Algorithms and Agenda-Setting in Wikileaks’ #PodestaEmails Release

Nicholas Proferes
May 31 · 4 min read
Image of the Embassy of Ecuador, London where Wikileaks founder Julian Assange was under the protection of the Embassy from Paasikivi. Used under under the Creative Commons Attribution-Share Alike 4.0 International license.

I’m pleased to share that Information, Communication & Society has recently accepted a paper by myself and Ed Summers (@edsu) titled “Algorithms and Agenda-Setting in Wikileaks’ #PodestaEmails Release.” You can read a pre-print copy of the full paper right here.

In the event that you don’t have the time to indulge the full paper right now, here’s a few relevant highlights:

In the month before the 2016 U.S. Presidential election, Wikileaks released a collection of e-mails authored by former Clinton campaign manager John Podesta. Wikileaks’ release methodology for this content was novel relative to its previous leaks. Rather than a bulk dump, Wikileaks serialized the release. Installments were posted once (and sometimes twice) a day, nearly every day in the month before the November 8th public vote. They also used a unique PodestaEmail related hashtag for each release (#PodestaEmails2, #PodestaEmails3, etc.). This use of sequential, but still unique hashtags for each batched release made it possible for Podesta-related content hit the Trending Topics lists again and again.

As shown below, Podesta e-mail related hashtags hit town-wide, country-wide, or worldwide Trending topics lists a total of 1,917 times in the 30 days before election day. Podesta e-mail related hashtags remained on Trending Topic lists nearly everyday in the 30 days before election day somewhere within the U.S.

As media organizations covered the content of the e-mails, some additionally made note of the fact that the topic was trending. For example, an article in The Washington Times stated:

“Twitter’s trending news feed was dominated by #PodestaEmails25 after a new batch of stolen documents belonging to John Podesta were posted online…”

The Washington Times story was subsequently shared by then candidate Donald Trump on his own Twitter page, extending attention both to the content, and the importance of the content vis-à-vis its trending. This movement of trends from Twitter to the news also broadened the scope of the potential audience to people who did not use the platform.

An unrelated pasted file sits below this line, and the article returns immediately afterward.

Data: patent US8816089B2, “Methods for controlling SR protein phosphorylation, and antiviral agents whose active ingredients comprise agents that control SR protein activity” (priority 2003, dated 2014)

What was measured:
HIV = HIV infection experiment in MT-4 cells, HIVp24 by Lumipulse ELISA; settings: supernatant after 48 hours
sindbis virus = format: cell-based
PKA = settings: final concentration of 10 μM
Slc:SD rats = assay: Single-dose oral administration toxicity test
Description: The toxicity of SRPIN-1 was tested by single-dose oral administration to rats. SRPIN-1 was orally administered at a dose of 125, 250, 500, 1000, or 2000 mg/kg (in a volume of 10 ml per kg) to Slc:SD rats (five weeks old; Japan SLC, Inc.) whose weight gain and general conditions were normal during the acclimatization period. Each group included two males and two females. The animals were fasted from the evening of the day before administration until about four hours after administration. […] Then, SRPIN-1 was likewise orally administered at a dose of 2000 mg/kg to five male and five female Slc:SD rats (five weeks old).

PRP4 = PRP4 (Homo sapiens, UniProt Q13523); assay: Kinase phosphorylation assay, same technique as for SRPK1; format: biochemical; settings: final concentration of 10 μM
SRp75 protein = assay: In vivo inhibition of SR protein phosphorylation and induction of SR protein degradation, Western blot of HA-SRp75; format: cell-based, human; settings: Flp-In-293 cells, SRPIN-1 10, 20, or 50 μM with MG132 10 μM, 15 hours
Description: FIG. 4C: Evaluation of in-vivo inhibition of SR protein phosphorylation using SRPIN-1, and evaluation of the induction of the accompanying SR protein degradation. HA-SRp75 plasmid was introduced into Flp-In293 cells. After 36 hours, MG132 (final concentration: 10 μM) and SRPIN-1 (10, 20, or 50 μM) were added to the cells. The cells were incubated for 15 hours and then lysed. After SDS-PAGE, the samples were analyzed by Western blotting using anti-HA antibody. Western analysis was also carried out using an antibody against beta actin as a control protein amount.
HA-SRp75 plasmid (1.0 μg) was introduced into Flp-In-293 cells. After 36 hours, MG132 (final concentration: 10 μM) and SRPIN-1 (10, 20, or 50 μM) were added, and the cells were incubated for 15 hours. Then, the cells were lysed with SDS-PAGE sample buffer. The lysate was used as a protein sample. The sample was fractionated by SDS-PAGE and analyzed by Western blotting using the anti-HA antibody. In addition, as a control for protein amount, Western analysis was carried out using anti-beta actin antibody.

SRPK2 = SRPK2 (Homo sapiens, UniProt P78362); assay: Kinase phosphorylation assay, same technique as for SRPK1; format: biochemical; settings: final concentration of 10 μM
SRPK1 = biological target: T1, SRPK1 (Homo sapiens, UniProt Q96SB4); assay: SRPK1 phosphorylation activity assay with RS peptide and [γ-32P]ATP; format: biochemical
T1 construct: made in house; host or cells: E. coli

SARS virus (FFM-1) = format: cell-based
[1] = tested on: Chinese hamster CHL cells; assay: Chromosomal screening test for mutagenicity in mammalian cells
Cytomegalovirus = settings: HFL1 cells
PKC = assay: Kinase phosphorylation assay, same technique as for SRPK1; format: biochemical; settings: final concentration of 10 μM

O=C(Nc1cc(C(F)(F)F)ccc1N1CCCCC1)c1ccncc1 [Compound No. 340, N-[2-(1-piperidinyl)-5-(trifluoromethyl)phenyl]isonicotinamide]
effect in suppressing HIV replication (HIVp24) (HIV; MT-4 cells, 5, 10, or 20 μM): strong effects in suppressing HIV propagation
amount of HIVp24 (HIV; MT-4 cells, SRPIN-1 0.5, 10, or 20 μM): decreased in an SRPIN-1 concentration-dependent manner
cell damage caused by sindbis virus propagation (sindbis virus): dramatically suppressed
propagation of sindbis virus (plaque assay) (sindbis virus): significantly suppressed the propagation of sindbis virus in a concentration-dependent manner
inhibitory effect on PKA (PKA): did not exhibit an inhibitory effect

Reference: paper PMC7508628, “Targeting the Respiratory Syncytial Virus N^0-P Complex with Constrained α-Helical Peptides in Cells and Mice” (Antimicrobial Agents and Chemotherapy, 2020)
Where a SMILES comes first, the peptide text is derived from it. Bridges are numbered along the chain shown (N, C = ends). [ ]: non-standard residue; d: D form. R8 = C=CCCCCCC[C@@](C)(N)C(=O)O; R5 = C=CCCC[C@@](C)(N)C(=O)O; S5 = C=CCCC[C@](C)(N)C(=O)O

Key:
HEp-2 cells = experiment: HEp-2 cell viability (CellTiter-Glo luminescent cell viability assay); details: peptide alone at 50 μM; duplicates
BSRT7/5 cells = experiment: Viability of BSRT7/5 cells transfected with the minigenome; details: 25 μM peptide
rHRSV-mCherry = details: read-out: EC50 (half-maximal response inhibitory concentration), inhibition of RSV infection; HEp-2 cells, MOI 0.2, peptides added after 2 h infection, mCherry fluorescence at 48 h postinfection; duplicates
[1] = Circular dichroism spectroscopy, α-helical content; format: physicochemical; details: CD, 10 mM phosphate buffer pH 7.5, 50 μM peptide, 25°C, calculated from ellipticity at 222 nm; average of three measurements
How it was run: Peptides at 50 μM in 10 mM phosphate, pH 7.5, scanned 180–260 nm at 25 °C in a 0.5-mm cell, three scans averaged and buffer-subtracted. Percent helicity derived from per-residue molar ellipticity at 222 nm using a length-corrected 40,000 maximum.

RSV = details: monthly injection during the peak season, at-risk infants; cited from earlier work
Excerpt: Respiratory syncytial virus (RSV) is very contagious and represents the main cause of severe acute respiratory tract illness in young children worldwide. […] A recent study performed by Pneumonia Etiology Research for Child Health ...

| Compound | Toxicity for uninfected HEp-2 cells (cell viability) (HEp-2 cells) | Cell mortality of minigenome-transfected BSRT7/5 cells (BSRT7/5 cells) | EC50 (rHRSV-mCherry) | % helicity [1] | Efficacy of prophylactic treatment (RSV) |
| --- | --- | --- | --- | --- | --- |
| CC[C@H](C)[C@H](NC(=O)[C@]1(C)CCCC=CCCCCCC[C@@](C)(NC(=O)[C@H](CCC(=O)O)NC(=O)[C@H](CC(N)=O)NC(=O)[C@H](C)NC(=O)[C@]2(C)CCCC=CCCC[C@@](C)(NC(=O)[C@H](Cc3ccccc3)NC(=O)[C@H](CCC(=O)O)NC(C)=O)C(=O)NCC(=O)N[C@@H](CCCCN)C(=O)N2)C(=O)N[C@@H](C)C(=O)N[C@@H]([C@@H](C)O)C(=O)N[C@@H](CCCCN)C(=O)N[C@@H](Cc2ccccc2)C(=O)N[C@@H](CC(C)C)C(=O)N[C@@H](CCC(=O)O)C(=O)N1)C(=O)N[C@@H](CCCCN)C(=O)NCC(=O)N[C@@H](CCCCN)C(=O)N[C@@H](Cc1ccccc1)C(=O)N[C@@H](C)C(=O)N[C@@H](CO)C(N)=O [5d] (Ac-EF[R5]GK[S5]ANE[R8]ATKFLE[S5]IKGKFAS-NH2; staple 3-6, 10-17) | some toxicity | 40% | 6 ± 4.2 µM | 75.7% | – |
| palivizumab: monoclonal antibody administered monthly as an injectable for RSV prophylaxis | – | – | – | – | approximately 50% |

The release methodology was well-considered. In the full article, we describe how Wikileaks’ tweets carefully spoke to two audiences: Twitter users and Twitter algorithms, and how this ultimately furthered a dynamic flow of content between Twitter and traditional news outlets. We argue that as journalists rely on Trending Topics to identify breaking news, and report trending as newsworthy in itself or as part of a larger story, agenda-setting is now a potential by-product of getting content to trend.

In their original article defining the theory of agenda-setting, McCombs and Shaw (1972) write:

“In choosing and displaying news, editors, newsroom staff, and broadcasters play an important part in shaping political reality. Readers learn not only about a given issue, but also how much importance to attach to that issue from the amount of information in a news story and its position.”

On social media, news, editors, and newsroom staff are often not the ones making choices about what content appears prominently on a platform. Instead, algorithms are often making these decisions. When traditional news outlets cover content that is trending as newsworthy, the effect is that the algorithms play a part in shaping political reality. Users who have some degree of technical knowledge about the ways in which algorithms on social media sites work may now find they are more likely (but not guaranteed) to be able to act in an agenda-setting capacity.

Wikileaks use of serial hashtags only created the possibility for agenda-setting to occur. One does not get to the Trending Topics list merely by using lots of different hashtags. Instead, content must be shared repeatedly. There is an outstanding question of how broader user-action during the Podesta Email release made agenda-setting outcomes possible. It is beyond the scope of our data to comment on this aspect. However, as researchers move towards creating a more robust account of agenda-setting through social media, it will be critical for scholars to consider questions about the kinds of organic or coordinated power and resources necessary to achieve such outcomes.

Nicholas Proferes

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Nicholas Proferes is an Assistant Professor at the University of Kentucky’s School of Information Science. He studies users, social media, and tech discourse.